On Wednesday, the Centers for Medicare and Medicaid Services (CMS) announced that Medicare prescription premiums will increase by a small amount next year, and that benefits will improve as well. More specifically, the average monthly premium for standard coverage will rise to $30 in 2011. This represents an increase of $1 over 2010, or a 3% increase, according to Don Berwick the Medicare administrator. The estimate is based on the assumption that seniors will enroll in lower cost plans. Those seniors who stay in their current plans and don’t look for cheaper plans will see a higher average premium of around $32.34 a month, according to Paul Spitalnic, a representative of Medicare’s costs estimates office.
Starting next year Medicare beneficiaries who experience the doughnut hole will get a 50% discount on brand name drugs and 7% off generics. These discounts will continue to increase until there is no gap which is expected to occur in 2020. As you may know, Medicare drug plans vary dramatically in terms of cost and coverage, so we recommend that you check your clients’ plans and inform them of the changes to avoid unpleasant phone calls from surprised individuals.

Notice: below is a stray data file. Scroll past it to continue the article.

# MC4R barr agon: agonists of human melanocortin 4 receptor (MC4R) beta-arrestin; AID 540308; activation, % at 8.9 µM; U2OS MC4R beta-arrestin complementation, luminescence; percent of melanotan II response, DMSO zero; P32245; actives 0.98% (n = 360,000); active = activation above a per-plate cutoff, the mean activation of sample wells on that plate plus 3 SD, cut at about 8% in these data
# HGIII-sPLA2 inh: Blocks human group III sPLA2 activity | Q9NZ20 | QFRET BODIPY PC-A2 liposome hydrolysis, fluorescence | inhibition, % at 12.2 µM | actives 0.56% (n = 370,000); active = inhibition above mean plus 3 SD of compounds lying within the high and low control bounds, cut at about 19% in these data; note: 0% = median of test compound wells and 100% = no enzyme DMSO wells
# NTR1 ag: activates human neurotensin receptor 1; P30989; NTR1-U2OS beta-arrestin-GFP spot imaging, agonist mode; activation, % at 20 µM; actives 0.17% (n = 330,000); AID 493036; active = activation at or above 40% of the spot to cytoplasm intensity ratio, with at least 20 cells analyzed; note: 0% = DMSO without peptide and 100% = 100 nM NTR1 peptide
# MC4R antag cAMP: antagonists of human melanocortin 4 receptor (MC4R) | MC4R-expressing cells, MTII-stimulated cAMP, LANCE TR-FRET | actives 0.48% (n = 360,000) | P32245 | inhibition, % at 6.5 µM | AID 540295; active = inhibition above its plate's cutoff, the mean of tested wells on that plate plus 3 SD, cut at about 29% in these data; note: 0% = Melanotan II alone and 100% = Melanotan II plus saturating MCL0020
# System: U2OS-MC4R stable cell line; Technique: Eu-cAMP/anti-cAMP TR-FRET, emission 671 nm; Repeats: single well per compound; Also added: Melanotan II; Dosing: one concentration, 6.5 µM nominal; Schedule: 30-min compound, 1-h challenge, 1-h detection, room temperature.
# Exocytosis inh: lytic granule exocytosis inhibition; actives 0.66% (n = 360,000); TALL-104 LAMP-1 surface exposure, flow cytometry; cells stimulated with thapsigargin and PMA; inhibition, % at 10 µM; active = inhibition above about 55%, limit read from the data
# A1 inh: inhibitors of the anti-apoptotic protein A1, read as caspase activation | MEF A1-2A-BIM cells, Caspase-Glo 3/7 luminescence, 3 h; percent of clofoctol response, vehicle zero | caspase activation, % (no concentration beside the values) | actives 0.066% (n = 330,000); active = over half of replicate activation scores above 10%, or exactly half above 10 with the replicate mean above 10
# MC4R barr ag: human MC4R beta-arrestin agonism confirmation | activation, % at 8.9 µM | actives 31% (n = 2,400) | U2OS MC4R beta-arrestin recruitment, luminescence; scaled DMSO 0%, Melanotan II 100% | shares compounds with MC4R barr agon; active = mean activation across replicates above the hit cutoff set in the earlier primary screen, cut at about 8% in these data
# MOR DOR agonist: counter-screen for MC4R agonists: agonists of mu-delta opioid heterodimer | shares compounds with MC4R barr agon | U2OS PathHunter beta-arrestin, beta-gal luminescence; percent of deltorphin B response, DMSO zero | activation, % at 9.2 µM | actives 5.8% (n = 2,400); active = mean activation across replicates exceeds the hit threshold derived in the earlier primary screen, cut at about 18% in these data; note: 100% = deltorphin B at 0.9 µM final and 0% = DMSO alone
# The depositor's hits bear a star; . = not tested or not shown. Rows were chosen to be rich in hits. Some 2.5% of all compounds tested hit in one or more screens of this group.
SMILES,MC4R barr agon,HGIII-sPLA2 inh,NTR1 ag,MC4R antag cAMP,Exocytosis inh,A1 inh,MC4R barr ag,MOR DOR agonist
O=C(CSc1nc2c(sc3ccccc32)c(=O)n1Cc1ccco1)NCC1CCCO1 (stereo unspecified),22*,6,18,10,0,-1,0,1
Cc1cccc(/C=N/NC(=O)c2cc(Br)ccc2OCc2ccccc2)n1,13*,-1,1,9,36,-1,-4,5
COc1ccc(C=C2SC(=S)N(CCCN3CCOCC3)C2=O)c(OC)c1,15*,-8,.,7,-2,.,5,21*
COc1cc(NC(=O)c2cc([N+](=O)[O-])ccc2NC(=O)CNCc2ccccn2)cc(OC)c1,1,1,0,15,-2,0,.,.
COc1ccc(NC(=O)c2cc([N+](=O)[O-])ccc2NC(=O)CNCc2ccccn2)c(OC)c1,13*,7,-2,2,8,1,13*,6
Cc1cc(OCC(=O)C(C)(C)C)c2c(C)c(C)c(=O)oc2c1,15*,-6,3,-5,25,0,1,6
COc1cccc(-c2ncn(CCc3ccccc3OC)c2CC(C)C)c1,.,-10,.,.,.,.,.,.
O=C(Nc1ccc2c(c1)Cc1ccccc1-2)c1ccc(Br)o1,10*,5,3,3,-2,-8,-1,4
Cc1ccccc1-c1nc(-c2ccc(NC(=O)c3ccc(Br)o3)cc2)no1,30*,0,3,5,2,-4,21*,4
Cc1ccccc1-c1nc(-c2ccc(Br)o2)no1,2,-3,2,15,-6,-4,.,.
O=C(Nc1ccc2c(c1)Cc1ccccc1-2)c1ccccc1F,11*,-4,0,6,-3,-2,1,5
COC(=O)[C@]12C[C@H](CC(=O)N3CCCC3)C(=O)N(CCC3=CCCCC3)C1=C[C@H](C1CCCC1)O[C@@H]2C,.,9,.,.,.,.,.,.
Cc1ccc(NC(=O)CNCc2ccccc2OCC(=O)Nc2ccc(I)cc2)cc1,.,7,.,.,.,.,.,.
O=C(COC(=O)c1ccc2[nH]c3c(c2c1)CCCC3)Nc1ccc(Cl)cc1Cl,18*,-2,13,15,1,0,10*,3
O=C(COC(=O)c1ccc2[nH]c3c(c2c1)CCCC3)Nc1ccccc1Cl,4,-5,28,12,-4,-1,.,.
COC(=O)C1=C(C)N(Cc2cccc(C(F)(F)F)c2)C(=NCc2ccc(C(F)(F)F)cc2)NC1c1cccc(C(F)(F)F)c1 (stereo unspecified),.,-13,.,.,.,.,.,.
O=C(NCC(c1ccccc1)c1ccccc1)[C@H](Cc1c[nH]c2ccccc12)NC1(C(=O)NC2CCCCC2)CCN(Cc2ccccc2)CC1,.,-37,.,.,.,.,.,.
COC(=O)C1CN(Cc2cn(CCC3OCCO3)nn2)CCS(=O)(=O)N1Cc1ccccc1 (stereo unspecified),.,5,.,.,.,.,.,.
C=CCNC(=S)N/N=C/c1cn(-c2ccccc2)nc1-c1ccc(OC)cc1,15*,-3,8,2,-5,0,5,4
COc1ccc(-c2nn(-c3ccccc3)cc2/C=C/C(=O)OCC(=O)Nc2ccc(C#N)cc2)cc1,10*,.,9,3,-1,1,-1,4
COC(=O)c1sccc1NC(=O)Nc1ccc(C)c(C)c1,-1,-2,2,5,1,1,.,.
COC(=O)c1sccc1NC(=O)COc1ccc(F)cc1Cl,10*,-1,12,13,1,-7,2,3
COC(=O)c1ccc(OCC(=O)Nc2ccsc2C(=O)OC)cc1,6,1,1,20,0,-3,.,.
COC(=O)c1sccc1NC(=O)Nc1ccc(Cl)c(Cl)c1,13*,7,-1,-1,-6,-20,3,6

HP Gets $200 Million Medicare Contract
Medicare has awarded HP Enterprise Services with a $200 million contract to improve claims processing and also the delivery of health care services for Medicare Part B coverage. The contract has a one-year base period, plus seven one-year renewal options.
Medicare Scam Deflated
In a bit of comical news, two men in South Florida running two companies called Charlie Rx and Happy Trips submitted $63,000 in bills to Medicare for male vacuum erection systems (a.k.a. “penis pumps") and collected over $28,000 in Medicare payments. The government also found the two companies billed Medicare for nearly $2 million overall for other medical equipment, receiving a total of $735,000. As usual, the criminals’ arrogance, laziness, and/or stupidity are what led to their capture. Authorities realized something wasn’t right when they received a claim for four male vacuum erection systems for a single female patient.
Third Round of Doughnut Hole Checks Mailed
Last week, a third round of $250 rebate checks was mailed to eligible Medicare beneficiaries who fell into the Medicare Part D doughnut hole. Before this third round was sent out, CMS says that more than 750,000 have already received their checks. Secretary of Health and Human Services Kathleen Sebelius stated that these checks continue to demonstrate the benefits of the Affordable Care Act. This may also be a good time to remind your seniors that they will receive these checks automatically when they reach the doughnut hole. Anyone calling or any website requesting information to receive the checks is a scam.
Sources: AP, BusinessWeek, Senior Journal, CNN